UPDATE: Extracting and Using Methane Hydrate in Japan

Written by on May 16, 2013 in Technology

Back in March, we shared an article about Japan successfully extracting methane hydrate from the ocean floor after ten years of research.

Methane hydrate, sometimes called ‘frozen gas’ or ‘flammable ice’, is a form of methane gas that can be found frozen below the seafloor. Extracting methane hydrate is difficult and expensive but Japan continues to pursue this path as they look for energy sources to replace nuclear reactors — most of which have remained closed since the Fukushima disaster.

France 24 recently aired a segment about methane hydrate and its potential to solve the energy crisis in Tokyo. Check out the following video to learn more about extracting and using methane hydrate and its potential uses in the near future.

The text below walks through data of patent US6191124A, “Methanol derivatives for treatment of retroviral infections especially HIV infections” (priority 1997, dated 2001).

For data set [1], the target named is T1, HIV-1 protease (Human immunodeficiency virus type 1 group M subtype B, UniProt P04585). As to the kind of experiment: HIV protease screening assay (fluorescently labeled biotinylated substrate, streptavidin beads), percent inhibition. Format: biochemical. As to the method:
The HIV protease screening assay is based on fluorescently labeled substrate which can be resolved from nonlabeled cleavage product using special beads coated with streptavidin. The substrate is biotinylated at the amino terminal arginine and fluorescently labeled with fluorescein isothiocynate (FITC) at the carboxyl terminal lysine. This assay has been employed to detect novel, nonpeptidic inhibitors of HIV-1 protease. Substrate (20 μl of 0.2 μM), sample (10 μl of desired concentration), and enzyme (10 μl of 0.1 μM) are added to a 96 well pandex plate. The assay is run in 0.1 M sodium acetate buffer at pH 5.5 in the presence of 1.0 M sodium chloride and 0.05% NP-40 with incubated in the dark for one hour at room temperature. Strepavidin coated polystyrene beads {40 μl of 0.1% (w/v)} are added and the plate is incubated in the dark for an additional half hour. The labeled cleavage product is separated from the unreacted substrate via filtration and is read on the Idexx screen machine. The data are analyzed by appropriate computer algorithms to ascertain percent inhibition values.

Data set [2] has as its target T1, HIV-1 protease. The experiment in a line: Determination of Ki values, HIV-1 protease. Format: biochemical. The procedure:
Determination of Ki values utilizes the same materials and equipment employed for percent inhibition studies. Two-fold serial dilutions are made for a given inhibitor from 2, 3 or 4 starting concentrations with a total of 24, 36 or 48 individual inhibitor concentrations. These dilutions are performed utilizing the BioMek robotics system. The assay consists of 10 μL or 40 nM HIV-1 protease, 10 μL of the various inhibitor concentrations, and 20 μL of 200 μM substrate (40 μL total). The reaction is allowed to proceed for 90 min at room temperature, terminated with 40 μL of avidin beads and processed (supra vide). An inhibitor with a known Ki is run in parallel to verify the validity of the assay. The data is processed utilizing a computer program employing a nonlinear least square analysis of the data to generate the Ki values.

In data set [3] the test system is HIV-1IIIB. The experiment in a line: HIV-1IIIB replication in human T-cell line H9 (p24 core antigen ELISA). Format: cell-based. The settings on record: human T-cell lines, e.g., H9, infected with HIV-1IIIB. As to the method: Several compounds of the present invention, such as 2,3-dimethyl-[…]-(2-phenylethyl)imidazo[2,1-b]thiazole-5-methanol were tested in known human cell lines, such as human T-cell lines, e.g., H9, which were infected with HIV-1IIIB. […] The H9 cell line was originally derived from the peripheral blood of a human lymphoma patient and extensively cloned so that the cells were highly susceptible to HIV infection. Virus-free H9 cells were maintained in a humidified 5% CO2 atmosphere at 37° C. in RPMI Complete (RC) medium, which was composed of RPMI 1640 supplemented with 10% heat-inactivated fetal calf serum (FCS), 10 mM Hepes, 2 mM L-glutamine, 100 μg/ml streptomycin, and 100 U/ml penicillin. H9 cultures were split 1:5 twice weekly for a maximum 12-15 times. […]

Methane gas hydrate forming below a rock.

Methane gas hydrate forming below a rock. Photo credit: NOAA.

Copyright © 2013 by Marine Science Today, a publication of Marine Science Today LLC.

About the Author

About the Author: Emily Tripp is the Publisher and Editor of MarineScienceToday.com. She holds marine science and biology degrees from the University of Miami's Rosenstiel School of Marine and Atmospheric Science and a Master of Advanced Studies degree in Marine Biodiversity and Conservation from Scripps Institution of Oceanography. When she's not writing about marine science, she's probably running around outside or playing with her dog. .


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